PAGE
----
1. AnonS*

            Yup! Still is the case here in Jerusalem.

            The big difference is that work and school days are shorter too. My kids are in school 8 am yo 1:30 pm six days a week.

            1. Leah*

              I think that’s common, but many people do have Friday off. When I lived there as a student, our week was Sunday-Thursday.

      6. WorkingMom*

        In my office we simply call it “being connected.”

        For example – I have had discussions with my boss about working from home with sick kids. Assuming the work is getting done – my boss has no issue with “being connected” while you’re home with sick kids. She realizes you’re not sitting at your desk being 100% focused on work from 8am-5pm straight, but as long as we’re being responsive, checking email/responding, handling any urgent issues that might arise, she’s fine with that.
        (Of course let’s also assume this happens once in a while, not every week.) Not the same scenario we’re discussing, but just sharing our workplace definition of “being connected/responsive” when you’re on PTO, or otherwise “out.”

      7. Eliza Jane*

        I’ve seen a word for this! It’s like… contaminated time? Or something like that. Time when you’re not being paid, but the shadow of work and the possibility of needing to work is still hanging over you.

      8. Anonsie*

        We somewhat cryptically just call this “available” where I work. You tell people you’re out during x time but will be “available” (on just “on email”), and then people expect they can call or email you and get a response only slightly more delayed than if you were at work. This includes requests for things that require you to remotely log in and do some actual work.

      9. Jamie*

        Yes! We need a name for this! I am so tired of my family saying I’m working all the time, because I do always need to be available to respond. But answering a couple of emails from my couch is not the same as working…but it’s also not the same as being able to take a nap without my phone on the dock. Or being able to ignore messages because I’m “off.”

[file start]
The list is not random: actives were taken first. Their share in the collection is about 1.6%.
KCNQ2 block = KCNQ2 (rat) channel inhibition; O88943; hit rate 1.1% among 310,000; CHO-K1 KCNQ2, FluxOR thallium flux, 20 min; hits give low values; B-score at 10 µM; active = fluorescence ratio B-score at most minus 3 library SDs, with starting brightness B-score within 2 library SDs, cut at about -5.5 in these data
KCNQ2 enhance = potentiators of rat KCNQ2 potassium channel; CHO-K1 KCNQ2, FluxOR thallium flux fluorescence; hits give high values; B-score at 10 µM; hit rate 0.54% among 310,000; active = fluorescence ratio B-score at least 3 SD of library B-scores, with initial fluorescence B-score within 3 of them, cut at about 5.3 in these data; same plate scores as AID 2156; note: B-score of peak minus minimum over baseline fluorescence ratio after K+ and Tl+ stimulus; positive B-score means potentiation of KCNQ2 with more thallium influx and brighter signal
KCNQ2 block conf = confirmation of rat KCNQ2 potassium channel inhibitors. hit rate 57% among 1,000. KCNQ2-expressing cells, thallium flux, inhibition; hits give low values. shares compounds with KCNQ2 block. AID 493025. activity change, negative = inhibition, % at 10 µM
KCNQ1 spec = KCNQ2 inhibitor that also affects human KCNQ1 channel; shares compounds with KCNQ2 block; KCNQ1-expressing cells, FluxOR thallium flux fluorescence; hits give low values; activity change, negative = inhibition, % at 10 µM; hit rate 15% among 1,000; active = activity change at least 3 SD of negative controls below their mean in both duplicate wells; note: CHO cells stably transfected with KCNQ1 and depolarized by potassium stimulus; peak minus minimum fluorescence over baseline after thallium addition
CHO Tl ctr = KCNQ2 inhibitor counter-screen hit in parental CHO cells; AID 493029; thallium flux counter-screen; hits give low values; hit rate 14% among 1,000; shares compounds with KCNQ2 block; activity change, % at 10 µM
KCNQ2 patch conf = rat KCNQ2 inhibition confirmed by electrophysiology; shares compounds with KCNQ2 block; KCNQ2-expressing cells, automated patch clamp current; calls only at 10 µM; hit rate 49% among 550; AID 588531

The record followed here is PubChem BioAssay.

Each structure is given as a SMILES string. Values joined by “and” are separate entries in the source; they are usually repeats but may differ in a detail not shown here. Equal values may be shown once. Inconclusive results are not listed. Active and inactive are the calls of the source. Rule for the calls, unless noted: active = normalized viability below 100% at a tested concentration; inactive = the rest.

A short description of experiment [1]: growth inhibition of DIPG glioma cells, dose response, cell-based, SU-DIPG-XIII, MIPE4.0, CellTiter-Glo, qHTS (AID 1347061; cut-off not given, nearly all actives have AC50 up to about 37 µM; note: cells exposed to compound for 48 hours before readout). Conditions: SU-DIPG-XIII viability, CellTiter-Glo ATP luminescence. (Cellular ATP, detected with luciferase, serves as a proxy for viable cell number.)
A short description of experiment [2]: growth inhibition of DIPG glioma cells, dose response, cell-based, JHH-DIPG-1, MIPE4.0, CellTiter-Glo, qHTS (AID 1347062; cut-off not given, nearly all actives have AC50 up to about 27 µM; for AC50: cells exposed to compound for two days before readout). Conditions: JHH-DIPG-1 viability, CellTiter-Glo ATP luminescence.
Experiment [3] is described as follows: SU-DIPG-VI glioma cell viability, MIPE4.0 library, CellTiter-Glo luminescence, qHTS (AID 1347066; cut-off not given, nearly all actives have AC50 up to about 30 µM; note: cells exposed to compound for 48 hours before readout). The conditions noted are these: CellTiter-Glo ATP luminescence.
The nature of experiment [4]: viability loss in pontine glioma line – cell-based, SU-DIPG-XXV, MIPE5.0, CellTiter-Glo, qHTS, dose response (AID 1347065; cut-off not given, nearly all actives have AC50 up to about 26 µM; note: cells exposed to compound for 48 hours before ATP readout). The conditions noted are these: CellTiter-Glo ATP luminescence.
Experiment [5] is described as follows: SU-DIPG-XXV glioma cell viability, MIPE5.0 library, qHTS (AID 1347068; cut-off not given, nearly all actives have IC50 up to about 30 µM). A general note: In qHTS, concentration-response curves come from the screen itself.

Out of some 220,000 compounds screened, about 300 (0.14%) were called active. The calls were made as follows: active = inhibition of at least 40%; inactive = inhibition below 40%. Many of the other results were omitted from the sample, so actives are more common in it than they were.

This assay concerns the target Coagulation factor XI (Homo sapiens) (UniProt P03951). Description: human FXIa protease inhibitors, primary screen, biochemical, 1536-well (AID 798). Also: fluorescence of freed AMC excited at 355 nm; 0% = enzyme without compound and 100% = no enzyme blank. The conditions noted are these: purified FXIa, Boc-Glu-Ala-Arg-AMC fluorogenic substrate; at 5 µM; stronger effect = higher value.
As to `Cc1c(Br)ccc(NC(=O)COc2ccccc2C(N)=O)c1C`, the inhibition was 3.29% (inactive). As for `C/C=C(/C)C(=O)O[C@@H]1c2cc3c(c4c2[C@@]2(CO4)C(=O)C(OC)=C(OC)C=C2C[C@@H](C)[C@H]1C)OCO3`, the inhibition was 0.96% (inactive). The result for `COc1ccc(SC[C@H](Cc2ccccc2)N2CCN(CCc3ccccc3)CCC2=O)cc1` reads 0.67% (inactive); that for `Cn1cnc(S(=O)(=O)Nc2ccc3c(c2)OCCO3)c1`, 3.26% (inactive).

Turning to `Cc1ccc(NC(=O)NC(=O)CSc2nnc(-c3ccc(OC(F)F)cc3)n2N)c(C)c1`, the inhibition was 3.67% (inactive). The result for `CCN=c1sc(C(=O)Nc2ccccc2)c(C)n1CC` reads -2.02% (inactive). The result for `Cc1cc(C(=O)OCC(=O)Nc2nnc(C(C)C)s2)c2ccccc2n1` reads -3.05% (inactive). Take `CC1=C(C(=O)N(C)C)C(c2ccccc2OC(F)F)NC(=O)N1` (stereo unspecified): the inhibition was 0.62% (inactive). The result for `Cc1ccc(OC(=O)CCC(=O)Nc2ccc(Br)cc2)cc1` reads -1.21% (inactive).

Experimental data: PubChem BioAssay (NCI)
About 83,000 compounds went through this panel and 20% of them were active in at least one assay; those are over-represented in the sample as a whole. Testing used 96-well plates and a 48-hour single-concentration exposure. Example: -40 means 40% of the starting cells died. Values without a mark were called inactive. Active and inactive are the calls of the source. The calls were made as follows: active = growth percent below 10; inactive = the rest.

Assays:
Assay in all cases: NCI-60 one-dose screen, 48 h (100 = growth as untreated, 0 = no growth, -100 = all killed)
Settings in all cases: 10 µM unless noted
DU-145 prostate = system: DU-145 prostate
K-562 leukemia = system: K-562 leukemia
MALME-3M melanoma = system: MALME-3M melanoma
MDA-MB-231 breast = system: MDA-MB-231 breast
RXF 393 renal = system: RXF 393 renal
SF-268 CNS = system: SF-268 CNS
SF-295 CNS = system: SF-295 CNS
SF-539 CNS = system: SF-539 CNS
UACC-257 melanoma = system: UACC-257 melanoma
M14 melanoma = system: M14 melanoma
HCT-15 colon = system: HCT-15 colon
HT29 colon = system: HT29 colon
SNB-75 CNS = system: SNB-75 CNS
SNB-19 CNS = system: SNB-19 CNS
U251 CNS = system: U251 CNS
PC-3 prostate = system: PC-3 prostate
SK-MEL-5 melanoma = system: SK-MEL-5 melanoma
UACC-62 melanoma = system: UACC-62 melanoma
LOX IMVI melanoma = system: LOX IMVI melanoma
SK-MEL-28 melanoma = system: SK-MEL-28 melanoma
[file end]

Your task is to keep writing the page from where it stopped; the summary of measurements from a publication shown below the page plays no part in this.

And I see on-call has been noted – that’s different. I’m always on-call, but that means if something poops the bed I need to head in (either in person or remotely) and swing into work mode. So that’s a thing – but it’s not this thing where you can’t ignore your email/phone while watching a marathon of Top Chef, but you don’t need to stop watching Top Chef to deal with said email/call.

        What I usually call it is, “Geeze, what do they need now, don’t they know I have TV to watch?” but that’s not so catchy.

    2. Jess*

      My last (terrible) boss had this attitude toward sick days. If you used a sick day, it was really a work from home day. When we were out sick we were still expected to work all day on laptops from bed or the hospital, call in to any meetings we had, etc. I was once in the hospital all day sick to my stomach and hooked up to monitors to make sure I didn’t lose my baby and she was enraged I didn’t dial into our weekly staff meeting or answer emails or run my standard Tuesday reports: “A sick day just means you don’t have to come into the office, not that you can shirk your job!”

      She didn’t last long.

  4. David*

    Just to clarify…

    “Although I do not work on the days I am off, I always check email and respond to questions.”

    Then you’re still working. It may not be as much work, or necessarily the same type of work, you might do if you’re in the office, but you’re still working.

    Heck, I know some people who have made an entire career out of checking mail and answering questions.

    1. Ask a Manager* Post author

      Right, but unless she’s putting in hours doing it, it’s not quite the same. It could be 10 minutes of email. Which doesn’t mean it’s not significant — I think it absolutely is, if for no other reason than that’s she’s not able to fully disconnect, which brings huge psychic benefits — but it’s worth factoring that in as she thinks about how to approach her manager about it.

      1. PEBCAK*

        It’s not clear whether that is expected/necessary, though. It may be that she’s not disconnecting all the way when she could without upsetting her management.

        1. Ask a Manager* Post author

          Yes! This would be a great thing to clarify.